Ukrainian troops begin Patriot missile training at Oklahoma Army base

A U.S.-made Patriot missile is launched during an annual exercises in Ilan County, 80 kilometers (49 miles) west of Taipei, Taiwan, on July 20, 2006. (AP Photo/File)

Ukrainian troops have arrived at Fort Sill, Okla., and started training on the Patriot missile system, the Pentagon’s top spokesperson confirmed Tuesday. 

“Training has begun … that training will last for several months and train upwards of 90 to 100 Ukrainians on use of the Patriot missile system,” press secretary Brig. Gen. Pat Ryder told reporters.  

Fort Sill — home to the Fires Center of Excellence and Patriot training for U.S. troops and forces from other countries — a day earlier announced that the Ukrainian troops had arrived at the Army base.  

“The same instructors who teach U.S., allied and partner nations will conduct the Ukrainian training, and these classes will not detract from the ongoing training missions at Fort Sill,” according to a statement from the base. 

Ryder last week said that training on the advanced long-range air defense system is expected to take “several months.” Patriot instruction typically takes up to a year, but defense officials are aiming to speed up the timeline for the Ukrainians.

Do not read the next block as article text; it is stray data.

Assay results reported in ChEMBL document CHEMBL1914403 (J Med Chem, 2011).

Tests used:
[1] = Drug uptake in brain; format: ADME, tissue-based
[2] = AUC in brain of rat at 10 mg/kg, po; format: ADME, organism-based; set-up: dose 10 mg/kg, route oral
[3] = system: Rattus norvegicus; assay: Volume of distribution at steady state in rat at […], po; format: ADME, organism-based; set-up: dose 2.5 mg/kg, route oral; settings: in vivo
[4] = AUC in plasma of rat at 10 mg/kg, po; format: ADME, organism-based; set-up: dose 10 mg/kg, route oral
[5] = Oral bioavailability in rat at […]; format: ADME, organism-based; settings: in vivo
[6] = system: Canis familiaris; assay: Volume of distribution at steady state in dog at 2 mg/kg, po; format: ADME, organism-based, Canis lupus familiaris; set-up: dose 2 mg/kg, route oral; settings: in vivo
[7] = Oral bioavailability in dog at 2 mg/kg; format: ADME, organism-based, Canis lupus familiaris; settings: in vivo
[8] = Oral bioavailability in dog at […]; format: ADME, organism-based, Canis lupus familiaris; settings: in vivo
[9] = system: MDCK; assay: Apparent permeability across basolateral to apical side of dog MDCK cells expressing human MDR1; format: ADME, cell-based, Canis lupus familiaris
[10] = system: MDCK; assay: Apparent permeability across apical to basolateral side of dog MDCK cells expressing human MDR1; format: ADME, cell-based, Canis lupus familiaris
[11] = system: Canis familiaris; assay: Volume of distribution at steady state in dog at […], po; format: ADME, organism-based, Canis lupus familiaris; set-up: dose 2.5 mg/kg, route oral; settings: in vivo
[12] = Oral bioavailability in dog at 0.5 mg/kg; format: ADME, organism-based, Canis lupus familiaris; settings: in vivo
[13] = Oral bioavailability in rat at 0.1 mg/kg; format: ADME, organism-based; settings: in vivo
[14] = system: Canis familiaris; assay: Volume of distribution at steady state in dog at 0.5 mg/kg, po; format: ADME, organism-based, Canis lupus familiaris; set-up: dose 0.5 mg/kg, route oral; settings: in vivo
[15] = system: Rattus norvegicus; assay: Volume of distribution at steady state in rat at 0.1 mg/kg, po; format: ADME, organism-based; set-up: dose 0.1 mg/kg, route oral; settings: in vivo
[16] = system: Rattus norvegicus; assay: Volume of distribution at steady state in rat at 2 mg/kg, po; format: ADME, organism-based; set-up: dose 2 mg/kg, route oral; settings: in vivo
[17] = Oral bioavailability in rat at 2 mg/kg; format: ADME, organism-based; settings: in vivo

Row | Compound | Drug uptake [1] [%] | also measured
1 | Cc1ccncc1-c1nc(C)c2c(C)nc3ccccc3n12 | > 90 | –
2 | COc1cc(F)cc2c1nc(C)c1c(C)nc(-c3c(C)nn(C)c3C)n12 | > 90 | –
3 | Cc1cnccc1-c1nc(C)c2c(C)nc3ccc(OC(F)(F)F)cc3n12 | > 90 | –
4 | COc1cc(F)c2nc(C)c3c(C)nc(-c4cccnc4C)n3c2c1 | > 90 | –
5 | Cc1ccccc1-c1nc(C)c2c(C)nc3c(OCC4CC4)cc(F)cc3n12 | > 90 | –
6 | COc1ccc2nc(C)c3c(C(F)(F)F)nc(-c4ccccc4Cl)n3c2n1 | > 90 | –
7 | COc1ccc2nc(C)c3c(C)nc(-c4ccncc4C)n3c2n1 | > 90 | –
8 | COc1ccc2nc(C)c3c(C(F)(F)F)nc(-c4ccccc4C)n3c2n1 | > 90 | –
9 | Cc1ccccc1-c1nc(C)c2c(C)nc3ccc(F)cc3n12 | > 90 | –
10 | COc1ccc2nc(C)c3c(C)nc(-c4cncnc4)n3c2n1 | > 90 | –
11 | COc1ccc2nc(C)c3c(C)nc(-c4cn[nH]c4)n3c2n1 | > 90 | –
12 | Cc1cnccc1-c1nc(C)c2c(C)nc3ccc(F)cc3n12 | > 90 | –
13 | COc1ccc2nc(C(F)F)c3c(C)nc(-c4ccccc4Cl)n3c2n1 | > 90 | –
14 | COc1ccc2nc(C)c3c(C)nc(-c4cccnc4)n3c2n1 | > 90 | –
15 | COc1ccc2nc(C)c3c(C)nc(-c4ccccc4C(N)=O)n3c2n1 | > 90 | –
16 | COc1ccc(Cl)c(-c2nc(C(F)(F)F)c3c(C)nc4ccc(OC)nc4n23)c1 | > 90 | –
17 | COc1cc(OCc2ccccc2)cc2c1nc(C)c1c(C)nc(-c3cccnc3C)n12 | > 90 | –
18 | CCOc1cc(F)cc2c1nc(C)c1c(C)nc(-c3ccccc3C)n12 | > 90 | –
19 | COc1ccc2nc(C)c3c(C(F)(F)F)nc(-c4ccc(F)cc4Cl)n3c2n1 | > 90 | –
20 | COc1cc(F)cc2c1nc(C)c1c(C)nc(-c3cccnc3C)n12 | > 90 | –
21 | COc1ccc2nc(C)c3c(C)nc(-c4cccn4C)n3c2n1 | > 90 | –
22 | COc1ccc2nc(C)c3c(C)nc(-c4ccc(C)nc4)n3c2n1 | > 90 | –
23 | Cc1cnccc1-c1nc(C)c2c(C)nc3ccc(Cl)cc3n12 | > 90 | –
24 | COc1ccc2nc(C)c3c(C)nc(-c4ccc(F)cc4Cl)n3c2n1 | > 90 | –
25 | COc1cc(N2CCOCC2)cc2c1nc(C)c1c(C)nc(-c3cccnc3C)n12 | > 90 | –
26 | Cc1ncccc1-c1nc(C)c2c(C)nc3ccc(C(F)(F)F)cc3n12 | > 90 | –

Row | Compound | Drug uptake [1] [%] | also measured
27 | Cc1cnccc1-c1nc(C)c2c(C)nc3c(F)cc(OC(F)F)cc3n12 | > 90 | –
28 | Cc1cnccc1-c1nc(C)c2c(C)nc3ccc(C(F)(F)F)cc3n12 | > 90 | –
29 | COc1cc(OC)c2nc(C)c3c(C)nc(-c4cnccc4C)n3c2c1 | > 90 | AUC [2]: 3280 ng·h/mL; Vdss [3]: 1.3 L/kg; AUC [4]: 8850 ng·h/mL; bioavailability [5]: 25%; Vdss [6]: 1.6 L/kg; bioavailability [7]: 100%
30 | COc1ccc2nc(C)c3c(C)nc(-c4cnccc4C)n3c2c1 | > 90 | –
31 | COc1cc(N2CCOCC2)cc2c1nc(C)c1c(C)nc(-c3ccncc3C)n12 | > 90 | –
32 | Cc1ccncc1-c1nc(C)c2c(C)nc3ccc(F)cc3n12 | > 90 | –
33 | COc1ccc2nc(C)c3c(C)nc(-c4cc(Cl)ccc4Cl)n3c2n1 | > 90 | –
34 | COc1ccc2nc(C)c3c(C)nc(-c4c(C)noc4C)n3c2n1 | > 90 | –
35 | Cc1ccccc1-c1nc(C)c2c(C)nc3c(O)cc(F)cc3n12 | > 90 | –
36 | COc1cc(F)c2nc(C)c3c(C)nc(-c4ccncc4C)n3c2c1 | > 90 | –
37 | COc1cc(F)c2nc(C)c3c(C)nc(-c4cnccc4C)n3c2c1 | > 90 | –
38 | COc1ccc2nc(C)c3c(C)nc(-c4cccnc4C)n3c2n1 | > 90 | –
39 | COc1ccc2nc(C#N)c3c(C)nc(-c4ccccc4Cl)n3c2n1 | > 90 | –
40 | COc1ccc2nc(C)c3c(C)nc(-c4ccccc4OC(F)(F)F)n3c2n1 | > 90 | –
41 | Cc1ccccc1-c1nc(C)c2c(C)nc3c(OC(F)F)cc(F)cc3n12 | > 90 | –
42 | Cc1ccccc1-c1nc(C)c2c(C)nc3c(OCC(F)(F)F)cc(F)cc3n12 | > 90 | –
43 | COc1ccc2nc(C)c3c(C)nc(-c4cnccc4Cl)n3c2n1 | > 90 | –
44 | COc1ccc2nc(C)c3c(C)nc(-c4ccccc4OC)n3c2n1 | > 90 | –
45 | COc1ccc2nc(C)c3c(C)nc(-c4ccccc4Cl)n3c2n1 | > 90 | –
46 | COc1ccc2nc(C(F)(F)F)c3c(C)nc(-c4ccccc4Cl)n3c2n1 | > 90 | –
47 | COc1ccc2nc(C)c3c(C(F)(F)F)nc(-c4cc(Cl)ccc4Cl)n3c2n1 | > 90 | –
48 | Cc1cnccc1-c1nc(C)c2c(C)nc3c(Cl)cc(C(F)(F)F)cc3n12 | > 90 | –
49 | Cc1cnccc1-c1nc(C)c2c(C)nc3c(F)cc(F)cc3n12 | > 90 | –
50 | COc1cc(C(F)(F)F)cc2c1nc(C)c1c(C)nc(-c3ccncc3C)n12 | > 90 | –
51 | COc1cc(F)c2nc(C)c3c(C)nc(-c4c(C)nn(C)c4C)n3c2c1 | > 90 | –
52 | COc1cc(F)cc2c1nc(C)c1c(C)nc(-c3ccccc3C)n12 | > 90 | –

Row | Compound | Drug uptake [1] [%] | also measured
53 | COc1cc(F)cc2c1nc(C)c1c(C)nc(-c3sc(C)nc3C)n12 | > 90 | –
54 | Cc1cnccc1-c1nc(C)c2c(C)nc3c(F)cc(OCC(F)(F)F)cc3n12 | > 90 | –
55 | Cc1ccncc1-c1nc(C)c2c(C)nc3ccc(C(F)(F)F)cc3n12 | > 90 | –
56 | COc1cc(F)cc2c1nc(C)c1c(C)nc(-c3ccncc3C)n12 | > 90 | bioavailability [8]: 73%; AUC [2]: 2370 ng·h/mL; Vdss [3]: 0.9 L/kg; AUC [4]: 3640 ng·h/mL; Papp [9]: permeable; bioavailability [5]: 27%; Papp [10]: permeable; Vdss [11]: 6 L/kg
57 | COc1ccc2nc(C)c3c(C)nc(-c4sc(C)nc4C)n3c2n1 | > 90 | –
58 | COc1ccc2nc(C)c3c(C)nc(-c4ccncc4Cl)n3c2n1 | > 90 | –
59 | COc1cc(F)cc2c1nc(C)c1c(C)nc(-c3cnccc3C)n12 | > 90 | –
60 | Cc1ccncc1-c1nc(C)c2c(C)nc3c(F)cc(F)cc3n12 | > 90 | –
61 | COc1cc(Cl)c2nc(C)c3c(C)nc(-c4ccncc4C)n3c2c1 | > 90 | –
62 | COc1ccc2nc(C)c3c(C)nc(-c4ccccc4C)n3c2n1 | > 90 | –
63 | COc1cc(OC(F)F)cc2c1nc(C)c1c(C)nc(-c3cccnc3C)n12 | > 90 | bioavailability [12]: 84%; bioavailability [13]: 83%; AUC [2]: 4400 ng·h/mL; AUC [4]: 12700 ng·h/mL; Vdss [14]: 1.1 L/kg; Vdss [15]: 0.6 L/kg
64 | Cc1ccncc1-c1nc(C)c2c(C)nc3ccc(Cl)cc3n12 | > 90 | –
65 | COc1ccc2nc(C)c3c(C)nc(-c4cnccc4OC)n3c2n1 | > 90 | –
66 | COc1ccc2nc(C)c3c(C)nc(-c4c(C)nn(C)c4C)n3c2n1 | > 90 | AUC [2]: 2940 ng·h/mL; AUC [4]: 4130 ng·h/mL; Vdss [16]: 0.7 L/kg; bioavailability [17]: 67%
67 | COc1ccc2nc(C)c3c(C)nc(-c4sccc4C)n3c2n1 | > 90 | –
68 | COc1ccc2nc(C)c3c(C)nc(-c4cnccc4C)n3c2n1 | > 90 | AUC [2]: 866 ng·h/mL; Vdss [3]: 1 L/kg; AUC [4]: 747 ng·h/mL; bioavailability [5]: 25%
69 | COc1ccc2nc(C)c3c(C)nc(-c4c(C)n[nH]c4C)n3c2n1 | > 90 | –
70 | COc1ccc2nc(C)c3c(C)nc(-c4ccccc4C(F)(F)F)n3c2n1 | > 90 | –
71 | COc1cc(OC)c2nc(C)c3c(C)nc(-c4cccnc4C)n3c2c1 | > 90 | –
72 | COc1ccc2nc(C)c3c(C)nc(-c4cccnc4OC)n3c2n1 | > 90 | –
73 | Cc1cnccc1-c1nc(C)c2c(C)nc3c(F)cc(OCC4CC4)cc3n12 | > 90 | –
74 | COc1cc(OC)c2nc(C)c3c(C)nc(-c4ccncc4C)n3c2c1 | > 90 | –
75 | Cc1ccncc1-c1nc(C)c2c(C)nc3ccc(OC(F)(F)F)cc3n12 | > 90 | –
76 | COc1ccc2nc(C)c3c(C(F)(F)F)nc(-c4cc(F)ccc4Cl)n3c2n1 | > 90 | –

“We recognize … that the longer those troops are off the line, they’re not actually engaged in combat, and so [we’re] trying to work with the Ukrainians to see what we can do to accelerate the training timeline,” he said at the time. 

Ryder said there are no current plans to bring further groups of Ukrainian troops to the United States for such training, but the Pentagon is open to the idea if needed.  

The start of Patriot training in Oklahoma coincides with the kickoff of an expanded U.S. training program for Ukrainian troops in Germany. 

More than 600 Ukrainian troops began the combined arms instruction on Monday in the Grafenwoehr training area. The program is meant to better prepare Kyiv’s forces to conduct an offensive against Russia, or counter its attacks, according to Joint Chiefs of Staff Chairman Gen. Mark Milley, who visited the operation on Tuesday. 

Tags Fort Sill Mark Milley Pat Ryder Patriot missile defense system Russia-Ukraine war

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